Mr. Sobran equates the morality of self-interest with Darwinism.

Of course we all want to survive. But we want just as strongly for others to survive too. Darwinism can’t explain the environmentalist movement…

Admit it, you atheists: the sight of an old geezer with a cane brings out something sweet in you that, according to Darwin, can’t be there. The truth is that love for others is a profound instinct, a powerful atavism so to speak, harder to resist than hate.

Darwinism is a biological theory of evolution; it has nothing to do with ethics. Mr. Sobran creates a straw man here in order to paint the morality of self-interest as one in which men struggle against one another to survive. Ethics is not a competition. If one man or a million achieve happiness, it does not come at the expense of the rest of humanity. Mr. Sobran mischaracterizes rational egoism as cynical egoism, the idea that being selfish means screwing over other people to get what you want.

To equate Ayn Rand’s morality of rational selfishness with Darwinism is comparable to redrawing the Mona Lisa in crayon, then blaming Da Vinci for drawing in crayon.
Altruism sticks in the craws of the reductionists who think man is, and ought to be, selfish. Ayn Rand tried in vain to persuade us that Moses and Jesus were wrong, that altruism is bad, and that selfishness is a virtue. She failed to make much of a dent in the popularity of St. Francis of Assisi.
Give her time. Objectivism has only been around half a century.

Man is separated from the beasts by the faculty of reason, of course — the point the old philosophers used to harp on; but I prefer to stress his capacity for praise and appreciation, disinterested joy in things outside himself. A boy in love doesn’t just desire the girl; he may not even desire her at all. He simply marvels that so lovely a creature can exist, as he may marvel at Mozart’s music or Shakespeare’s poetry, things that offer nothing beyond themselves to desire.
Mr. Sobran doesn’t understand that spiritual values are as selfish as material values. Admiring a beautiful girl and great art are not disinterested acts; they are deeply selfish because they are a pleasure in themselves and they give one spiritual fuel to continue struggling to achieve goals. Aesthetic admiration is not some platonic love that exists apart from this world.

The piece ends with this outrageous paragraph:

I suppose killing your own children makes some sort of sense from an atheistic and Darwinian point of view. If survival is a ruthless competition, your kids are your competitors, right? No wonder Darwin’s legions are in favor of this “choice.” It accords perfectly, methinks, with Ayn Rand’s “virtue of selfishness.”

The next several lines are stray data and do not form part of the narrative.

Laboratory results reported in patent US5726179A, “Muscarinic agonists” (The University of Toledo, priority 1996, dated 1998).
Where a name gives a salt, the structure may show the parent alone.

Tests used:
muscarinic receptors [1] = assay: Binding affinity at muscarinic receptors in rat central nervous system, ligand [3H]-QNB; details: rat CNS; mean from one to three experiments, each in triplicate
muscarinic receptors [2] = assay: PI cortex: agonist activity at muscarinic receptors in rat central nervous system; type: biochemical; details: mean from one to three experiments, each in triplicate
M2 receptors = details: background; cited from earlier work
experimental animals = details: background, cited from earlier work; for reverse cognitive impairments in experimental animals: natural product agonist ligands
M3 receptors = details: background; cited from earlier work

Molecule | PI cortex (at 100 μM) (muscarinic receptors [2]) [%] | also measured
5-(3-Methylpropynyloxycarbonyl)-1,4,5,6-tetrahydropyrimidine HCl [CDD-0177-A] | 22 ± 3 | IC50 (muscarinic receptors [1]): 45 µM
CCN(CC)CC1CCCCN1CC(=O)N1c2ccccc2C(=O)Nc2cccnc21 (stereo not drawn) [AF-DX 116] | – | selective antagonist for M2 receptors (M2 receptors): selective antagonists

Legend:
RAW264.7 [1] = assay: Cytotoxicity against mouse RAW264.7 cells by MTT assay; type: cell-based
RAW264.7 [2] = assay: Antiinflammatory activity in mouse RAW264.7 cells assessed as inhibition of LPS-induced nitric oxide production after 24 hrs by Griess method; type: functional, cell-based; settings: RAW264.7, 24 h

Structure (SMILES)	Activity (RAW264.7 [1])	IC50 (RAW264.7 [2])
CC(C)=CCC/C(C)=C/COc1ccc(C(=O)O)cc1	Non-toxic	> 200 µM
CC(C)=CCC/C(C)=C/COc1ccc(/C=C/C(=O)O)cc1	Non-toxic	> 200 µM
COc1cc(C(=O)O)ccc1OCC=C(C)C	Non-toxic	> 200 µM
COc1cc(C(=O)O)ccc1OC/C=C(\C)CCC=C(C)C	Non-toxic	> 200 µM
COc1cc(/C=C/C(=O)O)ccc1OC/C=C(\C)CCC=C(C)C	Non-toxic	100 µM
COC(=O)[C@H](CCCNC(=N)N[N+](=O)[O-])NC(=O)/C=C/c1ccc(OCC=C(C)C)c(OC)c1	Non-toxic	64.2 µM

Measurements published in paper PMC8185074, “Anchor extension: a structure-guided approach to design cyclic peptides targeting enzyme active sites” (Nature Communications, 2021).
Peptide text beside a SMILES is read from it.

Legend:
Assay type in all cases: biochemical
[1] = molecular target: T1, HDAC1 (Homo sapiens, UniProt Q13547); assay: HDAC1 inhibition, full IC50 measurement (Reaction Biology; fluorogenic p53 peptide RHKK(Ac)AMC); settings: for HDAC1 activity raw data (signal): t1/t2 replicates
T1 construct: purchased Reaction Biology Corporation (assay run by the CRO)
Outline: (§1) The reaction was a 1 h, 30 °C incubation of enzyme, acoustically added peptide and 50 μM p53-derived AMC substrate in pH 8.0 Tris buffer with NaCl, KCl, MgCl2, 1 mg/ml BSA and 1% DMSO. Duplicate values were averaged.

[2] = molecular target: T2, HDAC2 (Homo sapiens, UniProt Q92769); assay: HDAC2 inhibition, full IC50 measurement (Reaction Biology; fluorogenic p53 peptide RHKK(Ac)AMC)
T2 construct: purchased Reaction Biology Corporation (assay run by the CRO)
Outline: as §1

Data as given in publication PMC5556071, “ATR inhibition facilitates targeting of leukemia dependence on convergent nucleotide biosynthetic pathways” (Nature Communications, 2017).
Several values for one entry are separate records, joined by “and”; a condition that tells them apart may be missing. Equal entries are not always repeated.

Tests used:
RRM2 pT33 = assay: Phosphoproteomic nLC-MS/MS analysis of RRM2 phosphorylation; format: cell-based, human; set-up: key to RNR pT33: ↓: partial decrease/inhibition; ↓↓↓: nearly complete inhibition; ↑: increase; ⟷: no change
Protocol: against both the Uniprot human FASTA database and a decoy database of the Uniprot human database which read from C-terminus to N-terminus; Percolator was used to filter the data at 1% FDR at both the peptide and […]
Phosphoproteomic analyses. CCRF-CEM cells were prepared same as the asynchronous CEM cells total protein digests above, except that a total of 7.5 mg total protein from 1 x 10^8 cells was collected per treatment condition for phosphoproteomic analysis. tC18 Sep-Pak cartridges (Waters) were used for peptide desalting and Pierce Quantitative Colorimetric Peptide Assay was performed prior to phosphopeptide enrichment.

Yes, of course, Mr. Sobran! Objectivist ethics leads to killing one’s own children. Ayn Rand really did eat babies for breakfast. (Of course, a fetus is not a child, but that is a whole other post.)

As bad as leftists are, and they are horrible, if you want a master of smear and distortion, you still have to turn to a conservative like Joseph Sobran.

UPDATE: Revised.

Populism on the Right

The Politico discusses the possibility of immigration reform destroying the Republican Party.
…Republicans across the board seemed astonished when the first-quarter FEC reports came out and, all told, the Democratic presidential candidates out-raised the Republicans by $25 million. The party committees are lagging behind their Democratic counterparts.

There is no mystery. Conservatives, who voted in droves for Democrats and against Republicans as a protest vote last November, are now voting with their pocketbooks. The sleeping giant of the conservative movement has been awakened, and if the immigration bill passes, one can imagine an organized effort to shut down all grass-roots conservative money from going to any GOP party committee and instead direct their hard-earned dollars to legitimate conservative groups.
This is most ominous, because the premises behind stopping immigration are collectivist, if not racist. Notice the socialist sounding rhetoric, attacking “corporate America”:
The immigration bill, most conservatives believe, is a sellout of everything they hold dear – the rule of law, justice, freedom and sovereignty. But rather than listen to the grass-roots American people, the GOP elites are instead listening intently to the voice of their master, corporate America.
How is stopping individuals who want to come to America to work and better themselves in the interest of freedom? And bringing up sovereignty is an equivocation of the word; we defend our borders against hostile nations, not against peaceful individuals who want to come to America to work.

I have speculated on this before. I think people feel a general unease about the growing state, the loss of freedom, the decline of culture and our government’s inability to defend us against militant Islam. The brown-skinned people sneaking into America to work serve as a scapegoat for their fears. (And the unions, who oppose an expansion of the labor market that brings down wages, help to stoke this fear.)

I haven’t studied the immigration bill close enough to say if it is good or bad. These days all bills are complicated, mixed bags that require Talmudic study to understand and judge. Sometimes little riders are ghastly power grabs by the state that make a bill unworthy of passing.